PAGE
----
political notebook

Top Senate Democrat proposes Social Security panel

WASHINGTON — The Senate’s number two Democrat said Wednesday that he is preparing a plan to create a commission to study Social Security’s fiscal problems and send a proposed solution to Congress for guaranteed votes in both the House and Senate.

Illinois Democrat Dick Durbin said he has bipartisan backing for the idea, which is patterned after President Obama’s 2010 deficit commission.

Social Security currently is spending more than it collects in payroll taxes and relies on savings from previous surpluses to pay benefits. Those savings are estimated to run out in 20 years.


Durbin wants the commission to make recommendations to make Social Security solvent for 75 years. The panel would be expected to consider increases in the payroll tax, a higher retirement age, and a lower annual cost-of-living adjustment for beneficiaries.

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‘‘You would basically say to a commission, within a very limited time frame, to come up with a proposal for 75-year solvency of Social Security and then — and this is important — it would be referred to both chambers on an expedited procedure,’’ Durbin told reporters at a Washington breakfast sponsored by The Wall Street Journal.

‘‘I’d like to get it done. I’ve proposed that to a number of people and they’ve been receptive to it on both sides of the aisle. I think we can move forward with it,’’ Durbin added.

The commission would resemble the 2010 deficit panel chaired by former Clinton White House chief of staff Erskine Bowles and retired senator Alan Simpson, a Wyoming Republican. That panel failed to produce the supermajority vote required to officially present a plan to Congress but has attracted praise from deficit hawks for its sweeping recommendations.

Durbin’s proposed 18-member commission would contain an equal number of Republicans and Democrats but require 14 votes to send a plan to Congress.

Associated Press

— Associated Press

Update to privacy laws urged as use of drones increases


WASHINGTON — Privacy laws urgently need to be updated to protect the public from information-gathering by the thousands of civilian drones expected to be flying in US skies in the next decade or so, legal specialists told a Senate panel Wednesday.

A budding commercial drone industry is poised to put mostly small, unmanned aircraft to countless uses, from monitoring crops to acting as lookouts for police SWAT teams, but federal and state privacy laws have been outpaced by advances in drone technology, specialists said at a Senate hearing.

Current privacy protections from aerial surveillance are based on court decisions from the 1980s, the Judiciary Committee was told, before the widespread drone use was anticipated.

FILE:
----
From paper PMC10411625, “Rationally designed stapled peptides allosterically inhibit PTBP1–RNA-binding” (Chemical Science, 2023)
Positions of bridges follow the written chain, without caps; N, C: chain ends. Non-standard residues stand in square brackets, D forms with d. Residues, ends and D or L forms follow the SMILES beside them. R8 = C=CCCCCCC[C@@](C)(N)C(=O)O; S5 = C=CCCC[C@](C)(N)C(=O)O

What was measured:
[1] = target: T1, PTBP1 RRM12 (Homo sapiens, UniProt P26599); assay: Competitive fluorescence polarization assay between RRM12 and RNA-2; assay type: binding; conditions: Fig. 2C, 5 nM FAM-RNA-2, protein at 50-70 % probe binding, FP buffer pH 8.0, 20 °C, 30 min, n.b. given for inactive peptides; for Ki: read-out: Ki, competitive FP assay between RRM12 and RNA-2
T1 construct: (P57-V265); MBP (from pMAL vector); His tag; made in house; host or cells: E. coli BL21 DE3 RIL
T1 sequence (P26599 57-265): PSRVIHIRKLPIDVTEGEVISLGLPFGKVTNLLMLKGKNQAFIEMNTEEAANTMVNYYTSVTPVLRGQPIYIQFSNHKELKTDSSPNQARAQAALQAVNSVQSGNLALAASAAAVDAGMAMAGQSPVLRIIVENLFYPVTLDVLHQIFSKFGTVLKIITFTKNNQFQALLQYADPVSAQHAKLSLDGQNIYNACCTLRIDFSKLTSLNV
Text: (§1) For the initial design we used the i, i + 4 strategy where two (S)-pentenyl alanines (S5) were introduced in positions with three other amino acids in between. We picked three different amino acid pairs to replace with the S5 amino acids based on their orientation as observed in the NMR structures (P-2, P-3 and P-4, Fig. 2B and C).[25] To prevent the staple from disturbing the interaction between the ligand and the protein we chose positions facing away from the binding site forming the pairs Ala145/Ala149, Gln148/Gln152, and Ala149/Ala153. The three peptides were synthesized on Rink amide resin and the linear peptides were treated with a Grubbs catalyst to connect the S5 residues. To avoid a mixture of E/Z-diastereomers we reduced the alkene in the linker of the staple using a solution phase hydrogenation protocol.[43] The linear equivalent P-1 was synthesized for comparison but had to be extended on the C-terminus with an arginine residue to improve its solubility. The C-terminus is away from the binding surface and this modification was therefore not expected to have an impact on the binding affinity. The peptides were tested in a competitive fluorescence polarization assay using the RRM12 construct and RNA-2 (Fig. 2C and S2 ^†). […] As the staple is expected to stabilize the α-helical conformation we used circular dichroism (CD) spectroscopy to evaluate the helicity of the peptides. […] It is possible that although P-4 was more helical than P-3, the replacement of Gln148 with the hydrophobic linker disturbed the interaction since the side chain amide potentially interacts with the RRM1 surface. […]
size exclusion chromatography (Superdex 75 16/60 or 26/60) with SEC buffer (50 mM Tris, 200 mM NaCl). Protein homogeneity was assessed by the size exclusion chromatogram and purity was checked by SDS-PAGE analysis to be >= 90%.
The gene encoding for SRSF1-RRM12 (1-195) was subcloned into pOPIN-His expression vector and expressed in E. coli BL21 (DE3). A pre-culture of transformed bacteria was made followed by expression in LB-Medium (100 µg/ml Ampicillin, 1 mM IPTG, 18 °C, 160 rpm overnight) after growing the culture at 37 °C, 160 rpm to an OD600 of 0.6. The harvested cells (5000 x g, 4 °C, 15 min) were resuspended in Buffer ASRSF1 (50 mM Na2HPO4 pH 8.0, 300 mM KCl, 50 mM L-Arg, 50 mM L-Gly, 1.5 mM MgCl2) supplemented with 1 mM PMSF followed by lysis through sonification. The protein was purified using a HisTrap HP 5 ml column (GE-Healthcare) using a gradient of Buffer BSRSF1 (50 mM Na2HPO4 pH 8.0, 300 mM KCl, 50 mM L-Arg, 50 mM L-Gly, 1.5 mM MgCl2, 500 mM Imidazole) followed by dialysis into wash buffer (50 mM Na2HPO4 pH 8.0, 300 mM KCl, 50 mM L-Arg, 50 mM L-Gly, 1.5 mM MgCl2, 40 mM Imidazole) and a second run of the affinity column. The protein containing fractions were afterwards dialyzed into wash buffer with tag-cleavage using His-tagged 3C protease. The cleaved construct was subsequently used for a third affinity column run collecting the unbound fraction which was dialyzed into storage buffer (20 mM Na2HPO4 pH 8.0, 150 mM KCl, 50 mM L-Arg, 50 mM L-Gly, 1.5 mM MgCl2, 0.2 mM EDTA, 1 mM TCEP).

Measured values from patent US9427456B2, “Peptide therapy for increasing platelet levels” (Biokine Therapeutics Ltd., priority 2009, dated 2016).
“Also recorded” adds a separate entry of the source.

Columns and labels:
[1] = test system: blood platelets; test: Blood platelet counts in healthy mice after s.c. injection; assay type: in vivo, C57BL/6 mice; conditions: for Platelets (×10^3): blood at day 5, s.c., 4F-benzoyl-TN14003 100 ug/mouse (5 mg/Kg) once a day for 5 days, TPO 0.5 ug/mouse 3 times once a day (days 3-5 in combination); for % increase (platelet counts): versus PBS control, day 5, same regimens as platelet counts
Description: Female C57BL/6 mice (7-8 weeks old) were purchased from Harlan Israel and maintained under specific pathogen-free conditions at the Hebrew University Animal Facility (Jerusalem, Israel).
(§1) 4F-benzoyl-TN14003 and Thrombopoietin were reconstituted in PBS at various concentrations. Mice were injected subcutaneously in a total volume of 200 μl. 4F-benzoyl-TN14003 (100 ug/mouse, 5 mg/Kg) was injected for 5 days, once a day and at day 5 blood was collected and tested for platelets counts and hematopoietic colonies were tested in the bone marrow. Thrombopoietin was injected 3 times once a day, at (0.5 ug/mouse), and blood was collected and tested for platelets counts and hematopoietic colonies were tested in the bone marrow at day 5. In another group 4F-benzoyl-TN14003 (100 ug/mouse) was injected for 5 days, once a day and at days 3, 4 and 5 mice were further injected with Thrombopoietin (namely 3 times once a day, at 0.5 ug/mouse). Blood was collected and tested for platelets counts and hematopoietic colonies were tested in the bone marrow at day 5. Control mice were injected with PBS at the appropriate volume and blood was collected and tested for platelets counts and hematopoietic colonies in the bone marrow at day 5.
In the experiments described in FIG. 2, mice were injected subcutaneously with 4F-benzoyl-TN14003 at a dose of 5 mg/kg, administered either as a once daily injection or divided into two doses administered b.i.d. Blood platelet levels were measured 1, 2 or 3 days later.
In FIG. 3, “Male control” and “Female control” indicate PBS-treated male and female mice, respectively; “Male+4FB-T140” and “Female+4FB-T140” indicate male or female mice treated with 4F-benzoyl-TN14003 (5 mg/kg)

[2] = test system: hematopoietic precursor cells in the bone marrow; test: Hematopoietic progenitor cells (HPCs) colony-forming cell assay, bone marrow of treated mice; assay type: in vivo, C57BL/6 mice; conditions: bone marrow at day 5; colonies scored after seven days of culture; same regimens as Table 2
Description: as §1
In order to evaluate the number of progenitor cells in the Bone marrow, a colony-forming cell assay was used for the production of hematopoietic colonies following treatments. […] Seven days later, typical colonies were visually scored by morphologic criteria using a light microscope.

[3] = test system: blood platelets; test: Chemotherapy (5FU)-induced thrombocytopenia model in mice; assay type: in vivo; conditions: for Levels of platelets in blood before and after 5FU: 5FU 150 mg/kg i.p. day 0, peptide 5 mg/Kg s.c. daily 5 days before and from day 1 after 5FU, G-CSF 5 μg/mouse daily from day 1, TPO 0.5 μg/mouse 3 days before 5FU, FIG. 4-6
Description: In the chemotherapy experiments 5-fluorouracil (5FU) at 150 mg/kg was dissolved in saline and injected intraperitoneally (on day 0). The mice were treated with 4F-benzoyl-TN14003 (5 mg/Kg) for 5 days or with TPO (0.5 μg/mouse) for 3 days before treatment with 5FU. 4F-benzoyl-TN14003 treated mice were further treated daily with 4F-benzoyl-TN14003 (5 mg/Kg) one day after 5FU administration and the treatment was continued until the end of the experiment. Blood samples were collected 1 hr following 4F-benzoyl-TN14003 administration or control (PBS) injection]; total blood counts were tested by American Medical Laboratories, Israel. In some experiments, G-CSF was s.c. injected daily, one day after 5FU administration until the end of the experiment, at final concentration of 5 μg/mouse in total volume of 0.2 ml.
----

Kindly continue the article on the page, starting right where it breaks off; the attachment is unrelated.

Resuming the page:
In general, manned helicopters and planes already have the potential to do the same kinds of surveillance and intrusive information gathering as drones, but drones can be flown more cheaply, for longer periods of time, and at less risk to human life. That makes it likely that surveillance and information-gathering will become much more widespread, legal experts said.

The Federal Aviation Administration recently predicted about 7,500 civilian drones will be in use within five years after the agency grants them greater access to US skies. Congress has directed the FAA to provide drones with widespread access to domestic airspace by 2015, but the agency is behind in its development of safety regulations and isn’t expected to meet that deadline.


If Americans’ privacy concerns aren’t addressed first, the benefits of potentially ‘‘transformative’’ drone technology may not be realized, Ryan Calo, a University of Washington law professor, told the Judiciary Committee.

It’s in ‘‘everyone’s interest to update the law even if only to provide the industry with the kind of bright lines it needs to develop this technology,’’ said Amie Stepanovich of the Electronic Privacy Information Center, a privacy advocacy group.

But Calo and Stepanovich were divided on whether Congress should update federal privacy laws to set a national standard, or whether the responsibility should be left to state lawmakers to craft their own solutions.

Associated Press

— Associated Press

$10m offered for arrest
of 2 Americans in Somalia

WASHINGTON — The United States is offering $10 million for information leading to the arrest of two Americans in Somalia who are on the FBI’s Most Wanted Terrorists List.

The State Department said the rewards are $5 million each for Al Shabab members Omar Shafik Hammami and Jehad Mostafa. It said Hammami, 28, lived in Daphne, Ala., before moving to Somalia in 2006. He has served as a propagandist for the Qaeda-affiliated organization, attracting English-speaking youth with rap songs and video statements, and as a military commander.

The department said Mostafa lived in San Diego before he moved to Somalia in 2005. He commands foreign fighters for Al Shabab, which has fought for control over Somalia.

Associated Press

— Associated Press